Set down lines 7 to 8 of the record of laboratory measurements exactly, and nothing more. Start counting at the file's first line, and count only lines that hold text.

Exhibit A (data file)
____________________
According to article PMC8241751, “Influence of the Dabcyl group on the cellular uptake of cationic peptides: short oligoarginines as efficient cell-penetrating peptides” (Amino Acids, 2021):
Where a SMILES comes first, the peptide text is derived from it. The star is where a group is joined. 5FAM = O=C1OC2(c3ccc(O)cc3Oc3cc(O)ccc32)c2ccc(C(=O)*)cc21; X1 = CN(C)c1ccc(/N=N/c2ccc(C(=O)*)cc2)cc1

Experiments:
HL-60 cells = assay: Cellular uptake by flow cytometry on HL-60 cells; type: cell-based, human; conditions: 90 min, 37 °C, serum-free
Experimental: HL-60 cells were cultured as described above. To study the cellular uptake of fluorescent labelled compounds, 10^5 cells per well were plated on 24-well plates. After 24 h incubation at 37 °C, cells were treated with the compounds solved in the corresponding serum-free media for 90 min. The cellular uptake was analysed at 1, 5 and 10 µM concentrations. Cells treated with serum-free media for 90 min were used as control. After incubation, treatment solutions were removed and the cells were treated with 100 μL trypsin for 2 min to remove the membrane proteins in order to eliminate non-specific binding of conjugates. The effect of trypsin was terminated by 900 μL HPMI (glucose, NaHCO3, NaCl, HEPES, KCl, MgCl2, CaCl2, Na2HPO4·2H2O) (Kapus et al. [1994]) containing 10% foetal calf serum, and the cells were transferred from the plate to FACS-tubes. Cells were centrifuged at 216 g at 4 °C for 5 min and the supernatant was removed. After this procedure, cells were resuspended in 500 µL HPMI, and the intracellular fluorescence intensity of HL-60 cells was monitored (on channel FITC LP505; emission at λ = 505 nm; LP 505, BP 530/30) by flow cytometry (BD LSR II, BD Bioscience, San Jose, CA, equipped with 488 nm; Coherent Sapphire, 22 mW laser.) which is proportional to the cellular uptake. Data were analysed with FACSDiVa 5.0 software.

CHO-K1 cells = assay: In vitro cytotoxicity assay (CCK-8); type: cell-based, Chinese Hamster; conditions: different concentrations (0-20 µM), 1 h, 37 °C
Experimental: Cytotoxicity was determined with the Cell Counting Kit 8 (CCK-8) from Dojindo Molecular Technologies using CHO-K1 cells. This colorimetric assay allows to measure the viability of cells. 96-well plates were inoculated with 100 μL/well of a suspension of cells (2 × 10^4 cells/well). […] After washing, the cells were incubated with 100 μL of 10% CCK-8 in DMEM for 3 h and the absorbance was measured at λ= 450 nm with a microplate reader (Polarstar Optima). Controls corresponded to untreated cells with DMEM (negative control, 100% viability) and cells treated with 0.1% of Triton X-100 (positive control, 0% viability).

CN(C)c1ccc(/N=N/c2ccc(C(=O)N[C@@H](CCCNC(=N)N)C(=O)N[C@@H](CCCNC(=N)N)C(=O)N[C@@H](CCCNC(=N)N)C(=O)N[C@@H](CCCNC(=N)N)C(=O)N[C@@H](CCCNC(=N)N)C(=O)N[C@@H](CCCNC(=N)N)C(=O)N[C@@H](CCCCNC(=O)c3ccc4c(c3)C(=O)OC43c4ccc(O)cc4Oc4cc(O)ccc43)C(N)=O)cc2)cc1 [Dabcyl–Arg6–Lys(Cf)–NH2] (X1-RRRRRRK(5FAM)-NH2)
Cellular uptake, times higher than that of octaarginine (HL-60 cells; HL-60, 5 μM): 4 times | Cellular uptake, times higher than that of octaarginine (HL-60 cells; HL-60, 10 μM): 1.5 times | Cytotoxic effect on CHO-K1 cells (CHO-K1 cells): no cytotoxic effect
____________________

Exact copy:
Experimental: Cytotoxicity was determined with the Cell Counting Kit 8 (CCK-8) from Dojindo Molecular Technologies using CHO-K1 cells. This colorimetric assay allows to measure the viability of cells. 96-well plates were inoculated with 100 μL/well of a suspension of cells (2 × 10^4 cells/well). […] After washing, the cells were incubated with 100 μL of 10% CCK-8 in DMEM for 3 h and the absorbance was measured at λ= 450 nm with a microplate reader (Polarstar Optima). Controls corresponded to untreated cells with DMEM (negative control, 100% viability) and cells treated with 0.1% of Triton X-100 (positive control, 0% viability).

CN(C)c1ccc(/N=N/c2ccc(C(=O)N[C@@H](CCCNC(=N)N)C(=O)N[C@@H](CCCNC(=N)N)C(=O)N[C@@H](CCCNC(=N)N)C(=O)N[C@@H](CCCNC(=N)N)C(=O)N[C@@H](CCCNC(=N)N)C(=O)N[C@@H](CCCNC(=N)N)C(=O)N[C@@H](CCCCNC(=O)c3ccc4c(c3)C(=O)OC43c4ccc(O)cc4Oc4cc(O)ccc43)C(N)=O)cc2)cc1 [Dabcyl–Arg6–Lys(Cf)–NH2] (X1-RRRRRRK(5FAM)-NH2)